.credit-suisse Statement regarding BGN and Corporate Governance at CSG
Statement by Lukas Mühlemann at the Credit Suisse Group annual
and fourth quarter results press conference
Zurich, March 12, 2002 - I would like to take this opportunity today to say a few words
about two issues concerning both our company and me personally that are currently the
focus of some discussion.
First, Banco General de Negocios in Argentina. Here I would like to stress that we are not
prepared to tolerate certain events which occurred at BGN and which we learnt of in
January 2002. We are cooperating with the authorities and are doing everything we can, as
a minority shareholder, to help clarify the situation.
Our stake in BGN goes back to 1970. At the time, the former Credit Suisse (SKA),
JPMorganChase and Dresdner Bank wanted to strengthen their positions in Latin America
and therefore entered into a partnership with José and Carlos Rohm, who had a good
reputation and proven track records as bankers. Together, they set up Banco General de
Negocios. The three foreign banks each acquired a stake in the share capital, but left the
majority voting interest to the Rohm brothers, who were entrusted with the management of
In 1998, a year after I arrived at Credit Suisse Group, I was asked – as a representative of
the Group – to take up a seat on the Board of Directors of BGN. I accepted the mandate.
At that time, JPMorganChase was already – and still is – represented on the Board of
Directors via its Chairman and CEO; and the Chairman of the Dresdner Management Board
also accepted - and currently still holds - the mandate.
BGN has developed over the years to become a small but successful Argentinean bank.
Current media reports do not do justice to the bank as a whole and are tainted to some
extent by comments by certain factions in Argentina, which, because of the country's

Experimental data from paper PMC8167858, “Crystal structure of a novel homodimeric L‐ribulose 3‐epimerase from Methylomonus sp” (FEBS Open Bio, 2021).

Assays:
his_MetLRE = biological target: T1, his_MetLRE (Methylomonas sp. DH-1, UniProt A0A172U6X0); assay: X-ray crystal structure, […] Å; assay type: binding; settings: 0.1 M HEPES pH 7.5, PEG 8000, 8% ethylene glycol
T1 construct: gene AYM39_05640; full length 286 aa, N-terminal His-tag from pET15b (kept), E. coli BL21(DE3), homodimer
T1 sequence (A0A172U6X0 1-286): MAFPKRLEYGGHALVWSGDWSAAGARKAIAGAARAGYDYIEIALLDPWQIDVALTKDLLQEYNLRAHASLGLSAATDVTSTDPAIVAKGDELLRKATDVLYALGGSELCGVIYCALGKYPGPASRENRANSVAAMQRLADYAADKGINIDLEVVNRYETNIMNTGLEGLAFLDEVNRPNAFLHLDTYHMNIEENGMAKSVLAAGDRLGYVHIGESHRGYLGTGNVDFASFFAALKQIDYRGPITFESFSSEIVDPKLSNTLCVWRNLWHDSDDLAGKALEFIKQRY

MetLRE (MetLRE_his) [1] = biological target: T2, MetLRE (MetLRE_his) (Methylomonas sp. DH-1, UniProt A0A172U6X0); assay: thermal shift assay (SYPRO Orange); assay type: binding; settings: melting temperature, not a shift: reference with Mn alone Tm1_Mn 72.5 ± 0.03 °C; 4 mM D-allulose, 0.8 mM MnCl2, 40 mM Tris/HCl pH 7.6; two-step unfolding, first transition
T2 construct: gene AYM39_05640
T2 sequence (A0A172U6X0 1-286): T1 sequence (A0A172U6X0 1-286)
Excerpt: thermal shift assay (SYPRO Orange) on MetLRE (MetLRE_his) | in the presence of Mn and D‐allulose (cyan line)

severe economic problems, have their own political agenda.
With regard to earlier allegations against BGN, we have never had any substantiated
evidence of irregular activities at BGN. Credit Suisse Group – and of course the other
foreign shareholder banks – would otherwise have withdrawn from their involvement with
Following the meeting of the Board of Directors of BGN on January 24, 2002, we obtained
information that prompted us to contact the relevant authorities as soon as was possible.
Due to the ongoing investigations, I cannot comment further on this. The shareholder
banks' confidence in the management of BGN has been shaken, although only the
outcome of the current legal investigation in Argentina will show whether there has been any
improper conduct. Since we only have limited influence as minority shareholders, the
representatives of the foreign shareholder banks immediately tendered their resignations
from the Board of Directors. With hindsight, we regret our involvement with BGN and our
representation on its Board of Directors.
Now to the issue of corporate governance and my dual mandate as Chairman of the Board
of Directors and Chief Executive Officer of Credit Suisse Group.
Credit Suisse Group is committed to the highest standards of corporate governance. The
dual mandate is not a matter of principle either for our Board of Directors or for myself. In
view of our organizational structure and management situation, we believe that combining
the responsibilities of Chairman and CEO is the right management model for our company
at the present time. Under our management structure, the company is divided into two
major business units with decentralized responsibilities, Credit Suisse Financial Services and
Credit Suisse First Boston, headed by CEOs Thomas Wellauer and John Mack respectively.
This means that as Chief Executive Officer of Credit Suisse Group, my principal mandate is
not the operational running of a business area, but the strategic and financial management
of the Group, its risk management, and the monitoring and control of the two business
units. These are also the core responsibilities of the Board of Directors. The current
arrangement is efficient and contributes significantly to effective cooperation between the
Board of Directors and the Executive Board. My dual mandate is therefore very much
comparable to the role of an quot;activequot; Chairman of the Board. With a Lead Independent
Director and two Board Committees – the Audit Committee and the Compensation and
Appointments Committee, made up exclusively of independent members of the Board of
Directors – we are fulfilling the requirements of efficient business management and
monitoring in line with the practices of good corporate governance.